MIT researchers were able to configure their synapse-chip to mimic that new receptor and were able to show how LTP and LTD could work with this single receptor in the brain.

Onto the brain

Of course a single synapse is not much considering the brain has 100B neurons each with many 100’s if not 1000’s of synapses. But it’s a start.

Naturally, considering its built out of transistors using CMOS technology, it should follow Moore’s law and after 18 months or so we should have a chip with two synapses on it. Another 40 or so doublings more (~60 years from now in 2071), if Moore’s law holds, we can have a brain-chip with 100B neurons and 100T synapses on it.

Of course, this being a prototype, I suppose with today’s fabrication capable of  creating 40M transistors/chip, we may already be able to simulate 100K synapses and 100 neurons. Which means we should have a brain’s level of neurons and synapses in 30 doublings or ~2056.

Analog is better than biological

The other nice thing about analog logic and transistors, is that information processing in the brain-chip should be orders of magnitude faster than the brain’s biological processing.  Which is probably even more frightening.

The IBM SyNAPSE chip mentioned earlier was an all digital creation and had two chip cores, one provided “learning synapses” and the other “programmable synapses”.  This was probably an attempt to mimic neural processing in digital logic.

The analog brain-chip that MIT has invented, has no such distinction, supplying all synapse functionality in 400 transistors.   Nonetheless, any accurate simulation of neural processes can help us to understand how to mimic it better. The fact that we have an analog simulation neural processes should help us improve the digital simulation to more closely match the brain.


Not sure what we should call this chip, it’s certainly not neuromorphic, because it’s a real simulation of analog neural synapses not a digital approximation.  I would use synapse- chip but its already in use.  I kind of like the brain-chip but that may be stretching it a bit. Maybe the neuron-chip is best for now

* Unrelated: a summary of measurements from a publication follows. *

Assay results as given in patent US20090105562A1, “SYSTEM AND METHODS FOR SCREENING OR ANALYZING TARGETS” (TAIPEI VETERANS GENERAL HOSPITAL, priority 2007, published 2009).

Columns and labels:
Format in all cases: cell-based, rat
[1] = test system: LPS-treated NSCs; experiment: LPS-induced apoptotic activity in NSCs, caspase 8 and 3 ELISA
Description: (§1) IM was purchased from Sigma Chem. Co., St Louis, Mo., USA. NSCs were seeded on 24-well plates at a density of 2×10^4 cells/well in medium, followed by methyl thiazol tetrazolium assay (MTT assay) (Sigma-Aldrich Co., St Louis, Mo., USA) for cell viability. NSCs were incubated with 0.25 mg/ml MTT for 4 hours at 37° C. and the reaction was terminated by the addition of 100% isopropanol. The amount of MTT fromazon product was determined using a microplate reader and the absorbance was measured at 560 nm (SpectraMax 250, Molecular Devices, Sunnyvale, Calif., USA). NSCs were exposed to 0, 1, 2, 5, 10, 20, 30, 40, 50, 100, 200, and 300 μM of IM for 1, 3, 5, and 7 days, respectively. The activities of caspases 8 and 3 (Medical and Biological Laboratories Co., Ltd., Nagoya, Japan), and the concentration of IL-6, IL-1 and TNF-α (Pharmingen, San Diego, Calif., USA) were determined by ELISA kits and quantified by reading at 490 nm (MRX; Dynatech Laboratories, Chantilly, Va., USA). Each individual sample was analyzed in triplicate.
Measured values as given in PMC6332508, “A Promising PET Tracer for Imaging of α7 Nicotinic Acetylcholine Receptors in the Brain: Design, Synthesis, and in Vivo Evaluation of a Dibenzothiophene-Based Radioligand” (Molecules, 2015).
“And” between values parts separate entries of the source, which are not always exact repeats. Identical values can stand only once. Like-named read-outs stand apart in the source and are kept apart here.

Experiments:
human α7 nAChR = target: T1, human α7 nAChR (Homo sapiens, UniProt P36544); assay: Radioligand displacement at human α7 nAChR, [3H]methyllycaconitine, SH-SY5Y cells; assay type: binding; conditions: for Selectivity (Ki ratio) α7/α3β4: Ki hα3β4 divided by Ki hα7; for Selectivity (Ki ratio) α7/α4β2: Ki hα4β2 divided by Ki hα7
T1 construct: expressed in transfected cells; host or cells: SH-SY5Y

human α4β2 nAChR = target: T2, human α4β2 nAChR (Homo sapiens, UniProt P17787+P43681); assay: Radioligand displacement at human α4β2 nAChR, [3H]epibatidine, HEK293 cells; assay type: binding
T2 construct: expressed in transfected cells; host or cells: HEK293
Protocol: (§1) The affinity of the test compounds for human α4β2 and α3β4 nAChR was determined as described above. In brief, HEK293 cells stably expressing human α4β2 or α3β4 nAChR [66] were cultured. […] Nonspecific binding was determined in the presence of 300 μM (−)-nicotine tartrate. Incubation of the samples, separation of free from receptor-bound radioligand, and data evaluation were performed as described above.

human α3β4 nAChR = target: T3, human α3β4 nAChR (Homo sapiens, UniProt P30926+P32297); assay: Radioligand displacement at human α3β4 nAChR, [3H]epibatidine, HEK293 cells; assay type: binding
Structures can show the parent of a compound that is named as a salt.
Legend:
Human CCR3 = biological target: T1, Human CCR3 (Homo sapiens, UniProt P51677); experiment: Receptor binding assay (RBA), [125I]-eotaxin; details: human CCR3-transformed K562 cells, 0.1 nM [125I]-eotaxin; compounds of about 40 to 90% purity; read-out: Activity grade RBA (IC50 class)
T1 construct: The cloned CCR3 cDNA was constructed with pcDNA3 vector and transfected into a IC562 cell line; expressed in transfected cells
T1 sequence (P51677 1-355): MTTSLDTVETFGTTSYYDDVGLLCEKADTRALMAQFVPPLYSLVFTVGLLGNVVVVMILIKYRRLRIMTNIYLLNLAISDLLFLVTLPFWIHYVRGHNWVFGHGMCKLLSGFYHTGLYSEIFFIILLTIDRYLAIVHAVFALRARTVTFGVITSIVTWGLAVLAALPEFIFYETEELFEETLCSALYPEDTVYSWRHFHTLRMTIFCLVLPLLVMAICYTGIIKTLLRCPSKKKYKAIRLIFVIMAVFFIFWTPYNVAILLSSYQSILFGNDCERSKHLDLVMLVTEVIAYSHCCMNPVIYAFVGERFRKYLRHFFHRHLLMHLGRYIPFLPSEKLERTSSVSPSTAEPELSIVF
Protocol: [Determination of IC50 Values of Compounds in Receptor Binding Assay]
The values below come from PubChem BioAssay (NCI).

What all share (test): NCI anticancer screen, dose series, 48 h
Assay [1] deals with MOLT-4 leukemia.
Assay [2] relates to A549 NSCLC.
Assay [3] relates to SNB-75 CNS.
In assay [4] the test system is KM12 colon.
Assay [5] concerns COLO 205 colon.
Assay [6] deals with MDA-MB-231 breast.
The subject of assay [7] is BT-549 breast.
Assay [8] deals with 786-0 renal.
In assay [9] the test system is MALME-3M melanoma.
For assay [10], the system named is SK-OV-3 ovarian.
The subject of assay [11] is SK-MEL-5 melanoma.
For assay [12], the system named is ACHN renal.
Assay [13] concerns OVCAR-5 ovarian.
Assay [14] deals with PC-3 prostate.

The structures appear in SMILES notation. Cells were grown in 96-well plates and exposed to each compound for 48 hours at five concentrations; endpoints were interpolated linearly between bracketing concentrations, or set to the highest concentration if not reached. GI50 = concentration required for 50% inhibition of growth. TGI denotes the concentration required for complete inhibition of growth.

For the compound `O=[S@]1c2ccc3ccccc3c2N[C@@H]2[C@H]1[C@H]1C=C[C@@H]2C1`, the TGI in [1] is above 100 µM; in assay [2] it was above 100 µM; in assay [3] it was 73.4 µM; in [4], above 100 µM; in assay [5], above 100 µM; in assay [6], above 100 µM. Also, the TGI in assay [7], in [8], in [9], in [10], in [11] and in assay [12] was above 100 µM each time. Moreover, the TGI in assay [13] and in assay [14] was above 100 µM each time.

Now that we know the date for the singularity, hopefully we can be ready to deal with whatever happens then.


IBM research introduces SyNAPSE chip

IBM with the help of a Columbia, Cornell, University of Wisconsin (Madison) and University of California creates the first generation of neuromorphic chips (press release and video) which mimics the human brain’s computational architecture implemented via silicon.  The chip is a result of Project SyNAPSE (standing for Systems of Neuromorphic Adaptive Plastic Scalable Electronics)

Hardware emulating wetware

Apparently the chip supports two cores one with 65K “learning” synapses and the other with ~256K “programmable” synapses.  Not really sure from reading the press release but it seems each core contains 256 neuronal computational elements.

Wikimedia commons (481px-Chemical_synapse_schema_cropped)
Wikimedia commons (481px-Chemical_synapse_schema_cropped)

In contrast, the human brains contains between 100M and 500M synapses (wikipedia) and has ~85 billion neurons (wikipedia). Typical human neurons have 1000s of synapses.

IBM’s goal is to have a trillion neuron processing engine with 100 trillion synapses occupy a 2-liter volume (about the size of the brain) and consuming less than one kilowat of power (about 500X the brains power consumption).

I want one.

IBM is calling such a system built out of neuromorphic chips a cognitive computing system.

What do with the system

The IBM research team has demonstrated some typical AI applications such as simple navigation, machine vision, pattern recognition, associative memory and classification applications with the chip.

Given my history with von Neuman computing it’s kind of hard for me to envision how synapses represent “programming” in the brain.  Nonetheless, wikipedia defines a synapse as a connection between any two nuerons which can take two forms electrical or chemical. A chemical synapse (wikipedia), can have different levels of strength, plasticity, and receptivity.  Sounds like this might be where the programmability lies.

Just what the “learning” synapses do, how they relate to the programmatical synapses and how they do it is another question entirely.

Stay tuned, a new, non-von Neuman computing architecture was born today.  Two questions to ponder

  1. I wonder if they will still call it artificial intelligence?
  2. Are we any closer to the Singularity now?